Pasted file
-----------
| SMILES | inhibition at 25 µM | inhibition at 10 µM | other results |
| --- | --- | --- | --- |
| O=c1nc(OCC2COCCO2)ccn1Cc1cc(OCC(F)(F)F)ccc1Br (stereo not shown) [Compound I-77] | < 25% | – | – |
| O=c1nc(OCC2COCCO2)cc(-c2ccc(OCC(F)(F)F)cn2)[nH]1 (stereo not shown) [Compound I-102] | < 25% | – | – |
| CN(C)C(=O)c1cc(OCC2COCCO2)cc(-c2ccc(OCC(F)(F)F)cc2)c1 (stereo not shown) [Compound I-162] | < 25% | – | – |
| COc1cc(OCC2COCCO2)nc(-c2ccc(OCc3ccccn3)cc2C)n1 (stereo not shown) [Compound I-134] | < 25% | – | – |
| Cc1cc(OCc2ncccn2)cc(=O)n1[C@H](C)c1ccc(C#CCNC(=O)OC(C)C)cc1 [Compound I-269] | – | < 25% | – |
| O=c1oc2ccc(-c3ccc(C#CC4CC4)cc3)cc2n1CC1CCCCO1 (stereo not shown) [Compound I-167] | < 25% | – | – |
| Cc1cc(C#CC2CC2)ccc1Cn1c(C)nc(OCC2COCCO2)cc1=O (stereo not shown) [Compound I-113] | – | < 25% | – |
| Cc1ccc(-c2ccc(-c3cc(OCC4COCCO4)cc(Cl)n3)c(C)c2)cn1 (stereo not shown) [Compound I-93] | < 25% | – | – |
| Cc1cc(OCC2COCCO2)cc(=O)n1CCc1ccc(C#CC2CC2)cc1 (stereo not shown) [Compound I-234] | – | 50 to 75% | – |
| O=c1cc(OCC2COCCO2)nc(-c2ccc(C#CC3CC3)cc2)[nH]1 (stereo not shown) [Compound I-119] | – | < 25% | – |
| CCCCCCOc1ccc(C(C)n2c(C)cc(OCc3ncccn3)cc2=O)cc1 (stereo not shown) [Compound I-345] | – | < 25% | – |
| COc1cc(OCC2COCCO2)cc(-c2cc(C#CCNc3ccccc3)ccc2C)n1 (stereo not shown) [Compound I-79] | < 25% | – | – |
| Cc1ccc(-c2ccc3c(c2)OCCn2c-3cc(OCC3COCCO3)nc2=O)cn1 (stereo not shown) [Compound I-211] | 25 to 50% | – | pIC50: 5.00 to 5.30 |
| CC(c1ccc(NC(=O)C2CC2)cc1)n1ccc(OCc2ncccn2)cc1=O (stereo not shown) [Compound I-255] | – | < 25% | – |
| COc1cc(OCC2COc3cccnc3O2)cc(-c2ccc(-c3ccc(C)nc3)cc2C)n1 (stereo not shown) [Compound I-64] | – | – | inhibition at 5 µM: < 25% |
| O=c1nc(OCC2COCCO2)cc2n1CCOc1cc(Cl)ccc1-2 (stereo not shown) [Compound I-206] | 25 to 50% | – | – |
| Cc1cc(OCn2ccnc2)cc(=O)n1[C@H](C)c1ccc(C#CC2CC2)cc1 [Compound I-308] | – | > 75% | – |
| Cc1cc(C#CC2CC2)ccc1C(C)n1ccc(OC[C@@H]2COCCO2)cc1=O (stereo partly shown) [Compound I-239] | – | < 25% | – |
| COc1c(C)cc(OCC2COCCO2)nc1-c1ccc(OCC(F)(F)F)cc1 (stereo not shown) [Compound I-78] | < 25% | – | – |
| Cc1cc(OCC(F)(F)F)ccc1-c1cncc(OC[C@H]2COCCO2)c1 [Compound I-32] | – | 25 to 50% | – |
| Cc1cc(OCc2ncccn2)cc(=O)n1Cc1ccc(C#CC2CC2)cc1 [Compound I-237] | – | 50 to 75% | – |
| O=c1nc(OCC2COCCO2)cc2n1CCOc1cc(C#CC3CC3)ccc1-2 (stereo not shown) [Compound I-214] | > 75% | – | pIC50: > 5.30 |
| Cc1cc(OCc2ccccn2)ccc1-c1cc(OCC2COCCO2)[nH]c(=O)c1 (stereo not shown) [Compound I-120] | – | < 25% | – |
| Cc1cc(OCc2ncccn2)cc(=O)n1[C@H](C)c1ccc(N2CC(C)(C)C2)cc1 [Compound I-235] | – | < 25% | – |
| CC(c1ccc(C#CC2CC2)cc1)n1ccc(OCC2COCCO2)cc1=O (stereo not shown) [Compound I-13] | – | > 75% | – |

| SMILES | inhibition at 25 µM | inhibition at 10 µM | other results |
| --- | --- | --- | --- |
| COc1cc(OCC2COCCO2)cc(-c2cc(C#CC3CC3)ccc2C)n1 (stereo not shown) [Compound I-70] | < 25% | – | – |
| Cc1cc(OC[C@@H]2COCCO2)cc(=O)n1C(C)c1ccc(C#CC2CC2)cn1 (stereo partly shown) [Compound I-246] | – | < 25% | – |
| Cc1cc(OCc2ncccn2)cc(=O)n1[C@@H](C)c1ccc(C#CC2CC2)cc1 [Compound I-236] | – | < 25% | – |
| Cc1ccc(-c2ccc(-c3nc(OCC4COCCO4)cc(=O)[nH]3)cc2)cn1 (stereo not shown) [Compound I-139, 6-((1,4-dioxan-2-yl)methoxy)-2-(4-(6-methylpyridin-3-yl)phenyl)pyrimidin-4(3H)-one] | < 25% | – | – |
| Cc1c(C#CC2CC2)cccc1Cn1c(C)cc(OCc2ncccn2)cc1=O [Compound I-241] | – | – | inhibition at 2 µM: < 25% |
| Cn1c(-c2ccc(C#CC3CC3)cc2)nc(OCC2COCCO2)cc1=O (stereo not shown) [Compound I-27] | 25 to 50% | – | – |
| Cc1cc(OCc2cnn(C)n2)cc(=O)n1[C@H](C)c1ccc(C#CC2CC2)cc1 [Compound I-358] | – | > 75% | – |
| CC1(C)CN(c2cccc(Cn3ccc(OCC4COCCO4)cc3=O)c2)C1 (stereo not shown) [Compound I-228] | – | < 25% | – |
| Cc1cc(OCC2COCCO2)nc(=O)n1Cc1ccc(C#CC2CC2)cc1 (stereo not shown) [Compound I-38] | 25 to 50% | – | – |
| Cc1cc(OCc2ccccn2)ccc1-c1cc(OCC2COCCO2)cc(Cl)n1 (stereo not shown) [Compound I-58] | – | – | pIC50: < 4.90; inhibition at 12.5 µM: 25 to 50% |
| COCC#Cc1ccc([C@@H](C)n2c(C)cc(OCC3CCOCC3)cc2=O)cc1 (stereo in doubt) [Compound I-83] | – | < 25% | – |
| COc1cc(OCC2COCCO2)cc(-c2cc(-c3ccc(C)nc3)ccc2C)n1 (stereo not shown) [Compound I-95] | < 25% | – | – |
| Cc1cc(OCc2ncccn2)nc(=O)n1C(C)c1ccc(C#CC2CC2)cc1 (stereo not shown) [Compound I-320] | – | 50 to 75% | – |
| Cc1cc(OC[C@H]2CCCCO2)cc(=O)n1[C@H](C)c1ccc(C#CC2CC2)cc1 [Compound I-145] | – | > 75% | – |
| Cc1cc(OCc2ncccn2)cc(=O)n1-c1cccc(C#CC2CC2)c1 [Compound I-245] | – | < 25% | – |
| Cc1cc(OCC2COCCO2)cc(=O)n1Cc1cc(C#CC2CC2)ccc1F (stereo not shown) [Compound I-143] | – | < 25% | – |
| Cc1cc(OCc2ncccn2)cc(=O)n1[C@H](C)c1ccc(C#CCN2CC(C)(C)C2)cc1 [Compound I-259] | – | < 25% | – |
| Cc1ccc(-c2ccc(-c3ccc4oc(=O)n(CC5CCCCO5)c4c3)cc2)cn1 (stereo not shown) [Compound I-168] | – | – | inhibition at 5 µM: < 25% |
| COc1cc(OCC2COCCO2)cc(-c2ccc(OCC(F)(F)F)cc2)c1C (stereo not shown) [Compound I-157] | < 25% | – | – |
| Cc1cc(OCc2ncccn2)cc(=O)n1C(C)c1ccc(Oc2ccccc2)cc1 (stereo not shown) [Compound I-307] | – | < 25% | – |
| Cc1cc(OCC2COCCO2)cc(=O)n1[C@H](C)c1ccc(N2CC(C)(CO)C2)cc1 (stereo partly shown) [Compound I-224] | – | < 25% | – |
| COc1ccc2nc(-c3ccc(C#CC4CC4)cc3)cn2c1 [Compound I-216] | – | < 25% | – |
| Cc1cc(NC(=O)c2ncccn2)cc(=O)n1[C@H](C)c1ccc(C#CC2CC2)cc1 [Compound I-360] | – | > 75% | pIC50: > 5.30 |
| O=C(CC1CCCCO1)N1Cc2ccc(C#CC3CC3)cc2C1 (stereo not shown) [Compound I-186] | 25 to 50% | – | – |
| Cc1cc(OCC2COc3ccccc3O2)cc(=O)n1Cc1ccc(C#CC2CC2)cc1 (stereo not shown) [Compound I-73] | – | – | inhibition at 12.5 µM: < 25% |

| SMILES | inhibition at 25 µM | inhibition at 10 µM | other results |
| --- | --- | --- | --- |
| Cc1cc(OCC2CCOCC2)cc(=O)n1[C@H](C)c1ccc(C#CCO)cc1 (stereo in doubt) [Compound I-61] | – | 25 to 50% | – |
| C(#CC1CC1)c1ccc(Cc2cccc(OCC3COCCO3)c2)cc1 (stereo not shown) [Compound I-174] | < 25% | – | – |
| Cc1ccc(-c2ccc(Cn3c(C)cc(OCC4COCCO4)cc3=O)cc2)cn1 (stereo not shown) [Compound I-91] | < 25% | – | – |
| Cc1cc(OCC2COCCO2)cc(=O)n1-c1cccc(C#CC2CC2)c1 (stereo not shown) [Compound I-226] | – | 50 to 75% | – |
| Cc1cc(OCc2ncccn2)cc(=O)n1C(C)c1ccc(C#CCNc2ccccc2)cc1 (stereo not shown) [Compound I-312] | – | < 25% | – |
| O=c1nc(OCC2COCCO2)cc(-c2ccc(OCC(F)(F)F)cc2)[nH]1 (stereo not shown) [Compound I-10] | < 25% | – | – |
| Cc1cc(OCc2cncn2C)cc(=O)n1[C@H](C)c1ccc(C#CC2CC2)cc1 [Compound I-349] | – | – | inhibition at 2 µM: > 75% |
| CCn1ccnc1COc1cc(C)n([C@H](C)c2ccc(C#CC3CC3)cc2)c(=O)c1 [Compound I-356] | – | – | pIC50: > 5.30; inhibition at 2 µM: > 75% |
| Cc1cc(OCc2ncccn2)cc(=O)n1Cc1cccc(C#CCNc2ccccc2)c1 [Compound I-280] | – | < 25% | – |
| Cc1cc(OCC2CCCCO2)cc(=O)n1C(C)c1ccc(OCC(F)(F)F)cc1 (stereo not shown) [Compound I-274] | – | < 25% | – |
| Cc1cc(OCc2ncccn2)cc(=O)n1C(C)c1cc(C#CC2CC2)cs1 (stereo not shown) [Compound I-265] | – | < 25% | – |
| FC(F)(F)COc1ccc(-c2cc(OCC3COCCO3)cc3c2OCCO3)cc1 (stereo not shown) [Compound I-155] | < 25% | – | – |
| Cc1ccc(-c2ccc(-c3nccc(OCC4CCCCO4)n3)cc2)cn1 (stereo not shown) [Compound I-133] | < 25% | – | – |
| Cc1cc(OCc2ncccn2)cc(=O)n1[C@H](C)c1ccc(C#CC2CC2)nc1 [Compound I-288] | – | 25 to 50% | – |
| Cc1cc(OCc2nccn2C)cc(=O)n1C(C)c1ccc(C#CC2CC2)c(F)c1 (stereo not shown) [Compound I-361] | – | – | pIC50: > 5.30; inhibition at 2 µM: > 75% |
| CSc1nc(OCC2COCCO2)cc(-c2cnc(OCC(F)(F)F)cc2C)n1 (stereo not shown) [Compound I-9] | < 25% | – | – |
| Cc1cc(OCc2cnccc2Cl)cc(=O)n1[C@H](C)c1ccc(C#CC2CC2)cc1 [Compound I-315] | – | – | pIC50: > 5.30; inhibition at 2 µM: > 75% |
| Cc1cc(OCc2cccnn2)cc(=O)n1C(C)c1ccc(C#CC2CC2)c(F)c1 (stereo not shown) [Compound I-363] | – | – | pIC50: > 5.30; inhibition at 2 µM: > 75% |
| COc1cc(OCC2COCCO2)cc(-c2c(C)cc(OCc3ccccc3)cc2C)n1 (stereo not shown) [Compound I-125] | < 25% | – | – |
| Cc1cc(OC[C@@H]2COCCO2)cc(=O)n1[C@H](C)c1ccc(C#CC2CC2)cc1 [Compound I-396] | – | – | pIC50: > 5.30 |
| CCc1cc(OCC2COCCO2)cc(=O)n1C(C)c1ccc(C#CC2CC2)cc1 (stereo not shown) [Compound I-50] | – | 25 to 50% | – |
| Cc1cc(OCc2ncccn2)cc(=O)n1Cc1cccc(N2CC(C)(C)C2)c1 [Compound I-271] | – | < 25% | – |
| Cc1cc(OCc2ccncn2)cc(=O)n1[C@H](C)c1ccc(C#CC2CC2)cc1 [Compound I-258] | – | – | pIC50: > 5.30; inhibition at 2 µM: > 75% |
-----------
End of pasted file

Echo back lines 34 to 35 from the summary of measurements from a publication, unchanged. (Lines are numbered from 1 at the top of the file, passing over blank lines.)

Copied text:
| Cc1c(C#CC2CC2)cccc1Cn1c(C)cc(OCc2ncccn2)cc1=O [Compound I-241] | – | – | inhibition at 2 µM: < 25% |
| Cn1c(-c2ccc(C#CC3CC3)cc2)nc(OCC2COCCO2)cc1=O (stereo not shown) [Compound I-27] | 25 to 50% | – | – |